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Relation of short-term blood pressure variability to early renal effects in hypertensive patients with controlled blood pressure

Farrag, Hazem M.A.; Amin, Amr S.; Abdel-Rheim, Alaa-Eddin R.

doi: 10.1097/MBP.0000000000000383
Clinical Methods and Pathophysiology
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Introduction: Microalbuminuria is a common early hypertension-mediated organ damage, which correlates with the overall cardiovascular risk and development of end-stage renal damage. Lately, blood pressure variability has shown an additive value over traditional BP measurement in prediction of cardiovascular and renal involvement.

Aim: Investigate the relation between short-term blood pressure variability and microalbuminuria in controlled hypertensive patients.

Patients and methods: Ninety non-diabetic hypertensive patients with controlled blood pressure and normal estimated glomerular filtration rate had 24-hour ambulatory blood pressure monitoring with calculation of short-term blood pressure variability indices (SD, coefficient of variation and average reading variability of systolic and diastolic blood pressure for 24-hour, daytime and nighttime], and measurement of the albumin/creatinine ratio.

Results: Patients were classified into group 1 (61 patients without microalbuminuria) and group 2 (29 patients with microalbuminuria). No significant difference was observed between both groups regarding age, sex, body mass index, office blood pressure, average 24-hour ambulatory blood pressure monitoring readings and dipping status, but significantly longer duration of hypertension in group 2. All blood pressure variability indices were significantly higher in group 2, which showed strong positive correlations with microalbuminuria level. Multivariate analysis represented an average reading variability of 24-hour systolic blood pressure as the most powerful independent predictor for microalbuminuria (r2 = 0.516, P = 0.001). Receiver operating characteristic curve analysis revealed that average reading variability of 24-hour systolic blood pressure (>12.55) could predict microalbuminuria (sensitivity = 89.7%, specificity = 88.5%, area under curve = 0.949, P = 0.001).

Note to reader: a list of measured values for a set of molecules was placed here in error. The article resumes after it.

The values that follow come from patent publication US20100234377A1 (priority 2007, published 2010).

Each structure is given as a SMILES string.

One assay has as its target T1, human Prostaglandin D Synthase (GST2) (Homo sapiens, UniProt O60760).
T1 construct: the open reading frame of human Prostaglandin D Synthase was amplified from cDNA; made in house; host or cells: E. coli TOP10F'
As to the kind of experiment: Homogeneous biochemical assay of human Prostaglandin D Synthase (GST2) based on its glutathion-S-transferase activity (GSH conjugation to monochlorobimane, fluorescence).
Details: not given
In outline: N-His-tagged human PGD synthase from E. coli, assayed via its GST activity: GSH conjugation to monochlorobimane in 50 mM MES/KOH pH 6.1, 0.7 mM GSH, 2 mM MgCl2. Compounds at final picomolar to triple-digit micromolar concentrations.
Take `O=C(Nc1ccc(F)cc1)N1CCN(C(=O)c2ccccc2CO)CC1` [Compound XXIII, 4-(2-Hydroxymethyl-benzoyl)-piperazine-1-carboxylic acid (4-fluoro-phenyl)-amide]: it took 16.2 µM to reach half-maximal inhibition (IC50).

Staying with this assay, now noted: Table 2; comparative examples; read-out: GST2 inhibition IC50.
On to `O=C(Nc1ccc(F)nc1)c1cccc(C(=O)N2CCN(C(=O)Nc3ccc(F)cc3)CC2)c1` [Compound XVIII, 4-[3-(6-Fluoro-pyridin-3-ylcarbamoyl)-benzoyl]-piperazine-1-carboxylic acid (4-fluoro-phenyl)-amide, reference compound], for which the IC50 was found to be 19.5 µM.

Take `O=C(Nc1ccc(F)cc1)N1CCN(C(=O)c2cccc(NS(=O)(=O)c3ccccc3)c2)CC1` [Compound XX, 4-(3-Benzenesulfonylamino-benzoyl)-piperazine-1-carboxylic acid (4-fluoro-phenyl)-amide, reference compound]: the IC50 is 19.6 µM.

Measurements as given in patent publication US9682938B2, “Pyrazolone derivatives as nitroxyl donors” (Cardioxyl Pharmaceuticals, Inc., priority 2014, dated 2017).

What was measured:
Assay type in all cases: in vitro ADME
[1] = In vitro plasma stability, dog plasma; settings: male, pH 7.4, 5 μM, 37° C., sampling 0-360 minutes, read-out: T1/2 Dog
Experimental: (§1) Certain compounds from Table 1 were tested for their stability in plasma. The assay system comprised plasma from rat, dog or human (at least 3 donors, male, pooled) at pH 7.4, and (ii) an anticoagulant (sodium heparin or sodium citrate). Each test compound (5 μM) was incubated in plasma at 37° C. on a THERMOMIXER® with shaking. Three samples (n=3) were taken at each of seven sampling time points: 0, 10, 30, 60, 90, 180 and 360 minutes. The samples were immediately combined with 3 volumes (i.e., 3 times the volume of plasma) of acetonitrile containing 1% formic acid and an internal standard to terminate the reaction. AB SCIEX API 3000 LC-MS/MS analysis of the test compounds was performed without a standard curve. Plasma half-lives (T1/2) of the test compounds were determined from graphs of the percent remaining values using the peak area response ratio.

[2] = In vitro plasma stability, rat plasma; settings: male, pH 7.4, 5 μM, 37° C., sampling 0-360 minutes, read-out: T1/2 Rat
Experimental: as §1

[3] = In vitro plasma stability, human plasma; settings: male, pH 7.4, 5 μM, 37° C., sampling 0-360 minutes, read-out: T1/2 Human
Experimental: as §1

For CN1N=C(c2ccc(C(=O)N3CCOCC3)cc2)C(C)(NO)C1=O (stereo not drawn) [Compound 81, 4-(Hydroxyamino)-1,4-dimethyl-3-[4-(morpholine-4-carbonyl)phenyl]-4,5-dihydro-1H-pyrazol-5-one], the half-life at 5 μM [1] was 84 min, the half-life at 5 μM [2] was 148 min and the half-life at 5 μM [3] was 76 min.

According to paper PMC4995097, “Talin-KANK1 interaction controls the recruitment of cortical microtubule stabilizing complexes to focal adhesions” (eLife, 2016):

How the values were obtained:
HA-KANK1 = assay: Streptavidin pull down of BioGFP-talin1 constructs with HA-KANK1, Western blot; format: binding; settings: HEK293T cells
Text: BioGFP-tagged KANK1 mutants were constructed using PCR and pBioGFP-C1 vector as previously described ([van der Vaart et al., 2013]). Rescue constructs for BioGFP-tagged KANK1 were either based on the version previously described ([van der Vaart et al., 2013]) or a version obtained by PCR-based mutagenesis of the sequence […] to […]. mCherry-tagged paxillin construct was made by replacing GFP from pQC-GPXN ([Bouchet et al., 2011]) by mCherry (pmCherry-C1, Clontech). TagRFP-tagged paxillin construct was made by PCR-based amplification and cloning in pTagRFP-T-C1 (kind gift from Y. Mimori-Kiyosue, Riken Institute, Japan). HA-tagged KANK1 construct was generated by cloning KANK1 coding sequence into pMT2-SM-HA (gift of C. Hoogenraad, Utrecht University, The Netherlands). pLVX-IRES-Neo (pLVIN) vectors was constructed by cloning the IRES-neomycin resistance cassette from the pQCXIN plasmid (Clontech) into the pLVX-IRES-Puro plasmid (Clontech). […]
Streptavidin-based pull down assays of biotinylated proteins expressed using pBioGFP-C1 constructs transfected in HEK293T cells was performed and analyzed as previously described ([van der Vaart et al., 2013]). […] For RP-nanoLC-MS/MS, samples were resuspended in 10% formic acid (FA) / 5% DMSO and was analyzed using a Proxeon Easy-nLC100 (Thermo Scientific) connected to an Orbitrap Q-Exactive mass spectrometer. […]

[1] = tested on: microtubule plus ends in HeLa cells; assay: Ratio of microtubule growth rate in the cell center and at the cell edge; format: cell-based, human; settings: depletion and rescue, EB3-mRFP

Conclusion: Short-term blood pressure variability correlated well with early renal effects in controlled hypertensive patients. Average reading variability of 24-hour systolic blood pressure was the strongest predictor for microalbuminuria in such patients.

Faculty of Medicine, Department of Cardiology, Minia University, Minia, Egypt

Received 12 December 2018 Accepted 29 March 2019

Correspondence to Hazem Mohammad Ali Farrag, MD, Lecturer in Cardiology, Faculty of Medicine, Minia University, PO: 61111, Egypt, Tel: +201006387828; fax: +201202556775; e-mail: dr-hazemfarrag@hotmail.com

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